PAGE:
Asked if he thought the goal of the contradicting documents out of Pierre was to delay the petition-gathering process for political reasons, Leach said no.

“I’ve known Mark Vargo for more than 25 years and I have the highest regard for his integrity,” he said. “I’m certain that this is not something meant to gum up the works. I’m certain that this is a genuinely honest dispute, but I don’t have a clue what his thinking is.”

LRC Director Reed Hollweger, in a written statement to News Watch, noted that “only the state was specified” in Dakotans for Health’s final submission (after the LRC had asked for clarification) and that municipalities are not legally defined as agencies of the state. “Therefore, LRC concludes the proposed (ballot measures) would not prevent municipalities from imposing a sales tax on food,” Hollweger wrote.

Vargo declined an interview request for this story. Stewart Huntington, a spokesman for the office, told News Watch that Vargo, “has issued his ballot explanation and that serves as his statement at this juncture on the topic.” Vargo will remain as attorney general until Jan. 2, 2023, when Marty Jackley, who ran unopposed in 2022, officially takes office.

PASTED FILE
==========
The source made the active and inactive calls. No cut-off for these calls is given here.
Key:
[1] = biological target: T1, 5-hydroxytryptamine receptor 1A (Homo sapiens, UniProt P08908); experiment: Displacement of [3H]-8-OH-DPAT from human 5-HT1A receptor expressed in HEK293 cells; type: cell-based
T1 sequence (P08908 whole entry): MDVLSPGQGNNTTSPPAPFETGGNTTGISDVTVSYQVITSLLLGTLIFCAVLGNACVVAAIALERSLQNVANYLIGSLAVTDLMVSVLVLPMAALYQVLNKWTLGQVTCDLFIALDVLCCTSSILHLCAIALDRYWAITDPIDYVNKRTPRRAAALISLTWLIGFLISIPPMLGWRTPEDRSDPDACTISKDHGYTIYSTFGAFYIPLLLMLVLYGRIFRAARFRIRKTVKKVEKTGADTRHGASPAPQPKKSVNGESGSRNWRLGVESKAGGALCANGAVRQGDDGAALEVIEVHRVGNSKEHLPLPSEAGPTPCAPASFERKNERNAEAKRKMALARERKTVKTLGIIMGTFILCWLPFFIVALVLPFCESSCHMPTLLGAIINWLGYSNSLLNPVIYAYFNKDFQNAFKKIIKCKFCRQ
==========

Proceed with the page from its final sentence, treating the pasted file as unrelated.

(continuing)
Battles over access to ballot

The passage of Amendment D in South Dakota’s Nov. 8, 2022 election, with 56% of voters opting to expand the state’s Medicaid program after years of legislative inaction, shed new light on the use of constitutional amendments to establish policy or principles through “direct democracy.”